We all know contextual advertising has it's ups and downs. Well, mostly downs. At least here on Adrants. We've had Do we really need killer values from supermarkets offered next to articles about Amish killings. We've had turpentine ads next to bits about a teen drinking turpentine to abort a pregnancy. We've had Anna Nicole Smith's dead son put up for sale. And we've had "card shark" credit card copy next to an article about a woman killed by a shark.
So it's refreshing to see, thanks to Adrants reader Sarah, contextual advertising progress to the point where it can now match not only contextual messaging but, in some sort of new fashion fixation, match colors...and the need for new hair. In this case, we have a story featuring a balding prisoner in orange prison garb and an ad seemingly sympathetic to the prisoner's hair-challenged status. So sympathetic that the model in the ad is also wearing an orange shirt as if to say, "I identify with you man. Don't worry. We have hair for you here on the outside."
- January 11 is the deadline for entering MarketingSherpa'a 2008 Email Summit Awards which "recognize email campaigns that have outstanding measurable results."
- The Association of Independent Commercial Producers (AICP), announced today that entries are now being accepted for the 2008 AICP Show, The Art & Technique of the American Commercial. Entries may be submitted online here. The Show debuts on June 3rd at The Museum of Modern Art in New York.
- GSDM Creative Director Luke Sullivan has released the third edition of his book, Hey Whipple, Squeeze This.
- The Custom Publishing Council has announced its first custom content conference, Content '08: Re-thinking Branded Content in the Age of Engagement, held March 9-11 at the New Orleans Marriott.
Those who watched 300 in a theatre full of high school kids know it was just a matter of time before the film sparked an epic spoof with a disco king-meets-Bring it On kind of feel.
And no, we're not talking about this.
The wait's over. Meet the Spartans. The trailer's almost as guffaw-inducing as 300 itself.
Loath to miss out on the open applications hype but too lazy (or busy hunting?) to build one, PETA is hosting a contest for people keen to develop a Facebook or OpenSocial app promoting PETA or its campaigns. (Does striptease State of the Union mean anything to you?)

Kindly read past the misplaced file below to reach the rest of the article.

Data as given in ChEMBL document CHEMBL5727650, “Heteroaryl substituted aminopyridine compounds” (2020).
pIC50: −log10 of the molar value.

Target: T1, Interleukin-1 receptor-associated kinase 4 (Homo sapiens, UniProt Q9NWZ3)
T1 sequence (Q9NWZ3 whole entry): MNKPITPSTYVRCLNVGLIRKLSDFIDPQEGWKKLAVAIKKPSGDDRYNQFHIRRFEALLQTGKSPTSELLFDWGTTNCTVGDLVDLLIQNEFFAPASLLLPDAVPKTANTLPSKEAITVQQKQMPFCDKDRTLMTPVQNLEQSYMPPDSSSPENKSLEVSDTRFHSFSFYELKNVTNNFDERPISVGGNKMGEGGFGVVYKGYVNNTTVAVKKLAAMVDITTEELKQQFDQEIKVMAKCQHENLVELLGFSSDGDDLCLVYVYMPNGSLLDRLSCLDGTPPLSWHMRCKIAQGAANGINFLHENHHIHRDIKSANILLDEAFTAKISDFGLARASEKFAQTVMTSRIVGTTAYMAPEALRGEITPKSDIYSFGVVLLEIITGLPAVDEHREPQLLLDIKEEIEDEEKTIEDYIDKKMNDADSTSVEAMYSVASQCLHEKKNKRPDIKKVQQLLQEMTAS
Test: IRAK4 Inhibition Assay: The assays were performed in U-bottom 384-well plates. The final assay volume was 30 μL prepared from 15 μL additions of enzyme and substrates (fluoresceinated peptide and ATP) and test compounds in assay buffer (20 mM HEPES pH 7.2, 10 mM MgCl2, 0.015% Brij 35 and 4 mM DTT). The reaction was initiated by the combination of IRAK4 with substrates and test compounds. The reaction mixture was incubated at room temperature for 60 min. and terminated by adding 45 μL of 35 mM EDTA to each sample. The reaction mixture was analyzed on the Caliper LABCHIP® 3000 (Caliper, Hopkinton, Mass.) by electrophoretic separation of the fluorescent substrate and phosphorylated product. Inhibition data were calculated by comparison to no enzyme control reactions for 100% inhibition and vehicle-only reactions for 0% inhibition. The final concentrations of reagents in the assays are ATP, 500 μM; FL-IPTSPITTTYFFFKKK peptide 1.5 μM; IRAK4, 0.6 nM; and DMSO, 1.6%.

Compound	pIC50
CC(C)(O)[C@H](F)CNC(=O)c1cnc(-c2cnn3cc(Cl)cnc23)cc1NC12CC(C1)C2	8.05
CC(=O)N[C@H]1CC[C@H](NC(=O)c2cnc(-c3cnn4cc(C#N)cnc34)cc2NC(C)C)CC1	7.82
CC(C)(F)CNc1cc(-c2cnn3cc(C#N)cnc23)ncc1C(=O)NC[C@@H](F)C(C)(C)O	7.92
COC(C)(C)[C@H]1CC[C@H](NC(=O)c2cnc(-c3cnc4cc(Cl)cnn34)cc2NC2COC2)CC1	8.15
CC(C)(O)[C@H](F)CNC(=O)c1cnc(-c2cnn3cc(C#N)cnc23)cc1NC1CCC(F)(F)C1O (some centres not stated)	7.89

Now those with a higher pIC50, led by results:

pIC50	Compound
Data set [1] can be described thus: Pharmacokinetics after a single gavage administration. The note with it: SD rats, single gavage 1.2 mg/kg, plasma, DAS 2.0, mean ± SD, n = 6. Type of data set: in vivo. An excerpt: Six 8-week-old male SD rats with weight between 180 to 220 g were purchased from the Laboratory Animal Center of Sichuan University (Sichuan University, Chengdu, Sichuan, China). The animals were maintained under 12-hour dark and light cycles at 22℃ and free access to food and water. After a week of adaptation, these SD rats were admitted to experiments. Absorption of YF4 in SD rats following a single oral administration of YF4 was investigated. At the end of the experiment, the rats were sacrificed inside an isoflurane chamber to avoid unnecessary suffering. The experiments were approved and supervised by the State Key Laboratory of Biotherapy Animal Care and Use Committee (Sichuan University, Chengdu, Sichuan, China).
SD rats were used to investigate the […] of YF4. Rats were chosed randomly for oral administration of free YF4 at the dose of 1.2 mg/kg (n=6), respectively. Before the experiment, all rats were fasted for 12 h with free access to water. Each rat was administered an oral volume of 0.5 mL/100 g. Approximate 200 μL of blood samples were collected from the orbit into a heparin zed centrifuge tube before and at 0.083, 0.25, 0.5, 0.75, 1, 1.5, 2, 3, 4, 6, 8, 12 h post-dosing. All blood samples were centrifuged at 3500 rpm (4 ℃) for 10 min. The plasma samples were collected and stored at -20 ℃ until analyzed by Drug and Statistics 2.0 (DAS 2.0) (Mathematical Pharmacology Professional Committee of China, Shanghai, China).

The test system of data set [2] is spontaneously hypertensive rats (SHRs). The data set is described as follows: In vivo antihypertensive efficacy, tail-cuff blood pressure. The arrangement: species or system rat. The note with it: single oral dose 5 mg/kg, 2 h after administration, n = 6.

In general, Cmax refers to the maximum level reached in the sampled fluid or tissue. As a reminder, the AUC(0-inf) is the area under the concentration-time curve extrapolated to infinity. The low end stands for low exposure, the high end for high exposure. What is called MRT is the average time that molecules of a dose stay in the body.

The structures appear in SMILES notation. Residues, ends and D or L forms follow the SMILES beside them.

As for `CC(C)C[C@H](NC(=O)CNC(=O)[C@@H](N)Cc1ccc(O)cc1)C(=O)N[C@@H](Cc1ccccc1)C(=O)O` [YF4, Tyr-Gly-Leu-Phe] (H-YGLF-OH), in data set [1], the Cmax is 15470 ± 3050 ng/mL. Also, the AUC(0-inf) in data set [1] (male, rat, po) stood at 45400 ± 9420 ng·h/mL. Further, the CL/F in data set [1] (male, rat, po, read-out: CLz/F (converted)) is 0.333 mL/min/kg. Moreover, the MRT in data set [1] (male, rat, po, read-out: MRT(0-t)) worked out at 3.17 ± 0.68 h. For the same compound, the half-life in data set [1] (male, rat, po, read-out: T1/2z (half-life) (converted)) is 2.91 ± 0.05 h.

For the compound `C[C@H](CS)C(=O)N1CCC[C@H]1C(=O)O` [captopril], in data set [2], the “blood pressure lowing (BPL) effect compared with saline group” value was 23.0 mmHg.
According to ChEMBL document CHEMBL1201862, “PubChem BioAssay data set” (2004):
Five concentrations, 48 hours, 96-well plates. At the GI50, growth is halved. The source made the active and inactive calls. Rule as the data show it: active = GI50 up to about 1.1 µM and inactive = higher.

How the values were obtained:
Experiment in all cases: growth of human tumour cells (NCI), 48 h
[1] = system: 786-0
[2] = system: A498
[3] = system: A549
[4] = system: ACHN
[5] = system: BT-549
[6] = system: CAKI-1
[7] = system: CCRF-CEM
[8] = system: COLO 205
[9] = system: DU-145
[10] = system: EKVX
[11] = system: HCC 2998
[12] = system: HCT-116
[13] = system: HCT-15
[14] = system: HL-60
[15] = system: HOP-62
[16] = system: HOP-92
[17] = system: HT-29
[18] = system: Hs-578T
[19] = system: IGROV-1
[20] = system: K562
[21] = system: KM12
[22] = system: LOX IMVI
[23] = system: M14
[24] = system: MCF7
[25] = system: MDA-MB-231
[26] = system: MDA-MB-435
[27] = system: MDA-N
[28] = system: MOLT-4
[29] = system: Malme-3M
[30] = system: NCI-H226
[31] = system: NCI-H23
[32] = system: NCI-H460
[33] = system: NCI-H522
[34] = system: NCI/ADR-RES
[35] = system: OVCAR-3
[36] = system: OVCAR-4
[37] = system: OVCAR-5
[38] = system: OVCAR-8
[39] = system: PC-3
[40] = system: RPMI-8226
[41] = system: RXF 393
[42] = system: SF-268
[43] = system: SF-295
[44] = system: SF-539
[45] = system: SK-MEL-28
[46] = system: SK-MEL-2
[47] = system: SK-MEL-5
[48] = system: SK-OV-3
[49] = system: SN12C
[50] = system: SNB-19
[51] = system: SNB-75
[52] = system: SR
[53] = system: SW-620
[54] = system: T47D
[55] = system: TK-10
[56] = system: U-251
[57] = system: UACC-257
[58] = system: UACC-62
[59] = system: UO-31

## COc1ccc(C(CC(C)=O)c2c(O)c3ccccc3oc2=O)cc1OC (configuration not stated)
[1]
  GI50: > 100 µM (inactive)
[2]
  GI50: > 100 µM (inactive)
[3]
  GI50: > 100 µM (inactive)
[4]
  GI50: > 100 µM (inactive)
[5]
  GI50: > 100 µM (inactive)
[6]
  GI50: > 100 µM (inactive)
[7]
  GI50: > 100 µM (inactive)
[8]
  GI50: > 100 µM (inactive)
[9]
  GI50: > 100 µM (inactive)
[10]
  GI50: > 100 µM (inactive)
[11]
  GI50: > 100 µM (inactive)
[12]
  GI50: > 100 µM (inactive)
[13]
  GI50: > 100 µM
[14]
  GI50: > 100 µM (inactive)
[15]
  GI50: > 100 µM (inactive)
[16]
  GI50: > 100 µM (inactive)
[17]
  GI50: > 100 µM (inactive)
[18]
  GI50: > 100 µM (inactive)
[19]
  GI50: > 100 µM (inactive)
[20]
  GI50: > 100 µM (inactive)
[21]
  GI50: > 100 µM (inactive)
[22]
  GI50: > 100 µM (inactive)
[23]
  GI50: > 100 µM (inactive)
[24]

"Remember: We're PETA, so don't be afraid to be racy, provocative, shocking, or even controversial if you want to," the contest info reads.
Winners get a $500 Apple gift card, which can get you an iPod touch or one-fifth of a 17-inch Macbook Pro. Entries due Jan 25 so if you're really into animal salvation, or just hate the crap out of KFC (which is as good an incentive as any), you better get crackin'.
There is just way too much complexity to ABC's Lost and everything that goes with it to actually attempt to describe and explain everything. However, while trolling Flickr, we found some images of billboards for Oceanic Airlines, the name of the airline that is featured in the series. A new alternate reality game, Find815, has been launched which features videos of a person, Sam Thomas, who is supposed to work for Oceanic and whose girlfriend Sonya was one of the flight attendants.
You have to be really obsessive about the show to like this sort of thing but we spent some time with it and found it to be quite interesting and comprehensive. So that you can all start where we did, here's the link to one of the billboard photos on Flickr. They are actual billboards which appear in seven American cities, Seoul, South Korea and Sydney Australia. Here's a link to a very minimal press release. And here's a link to a blog that appears to be tracking or is part of the campaign itself. Have fun.
High on politics, or just not into presidential paintball? Play Kung-Fu Election by Atom Films. It's an online fighting game a la Street Fighter, except Chun Lee's less easy on the eyes.
Unless you're into Hillary like that.
You'll start out battling Romney, who in the hierarchy of fighting games is the weakest player. He still kicked our ass, though.
Check your shocks. You'd hate to kill a squirrel, wouldn't you?
For client Monroe Shocks and Struts, Cramer-Krasselt is banking on it. Watch this web drama about a young squirrel with a bright future, nearly scraped on the roadside by a cruel and insensitive duff who has crappy shock absorbers. (This time, we're sure the star of the ad is a squirrel.)
Wait a sec. Wouldn't better shock absorbers make you less likely to notice the body rolling under your tires?
"And the people of Iowa heard him, and chose to roll the dice," wrote Arianna Huffington last night, in a tone slightly reminiscent of the Old Testament.
Having dived headfirst into the choppy seas of political advertising (with help from Silverstein) in November, Huffington triumphantly positions Barack Obama's Iowa win as reason one and all should celebrate.
Yet another contextual (or badly demo-segmented) ad fart. Here's a funny little Flickr discussion sparked by a guy bamboozled by Facebook's poke at his fidelity.
Where is that $15 billion going? (It's not us asking. But we're sure the users are starting to.)
Right now AMC TV is pushing Breaking Bad, an online campaign to help promote a new series by the same name. It debuts on January 20 and has something to do with a chemistry teacher who "breaks bad," raises hell and changes the equation.
You can do your part in changing the equation by downloading all sorts of show swag from the site. Granted, we have no idea what equation they're referring to, and most of the time you'll be staring at a cube with symbols of the elements on it because the site lags so much, but hey. Neat site. Hope it generates tons of viewers.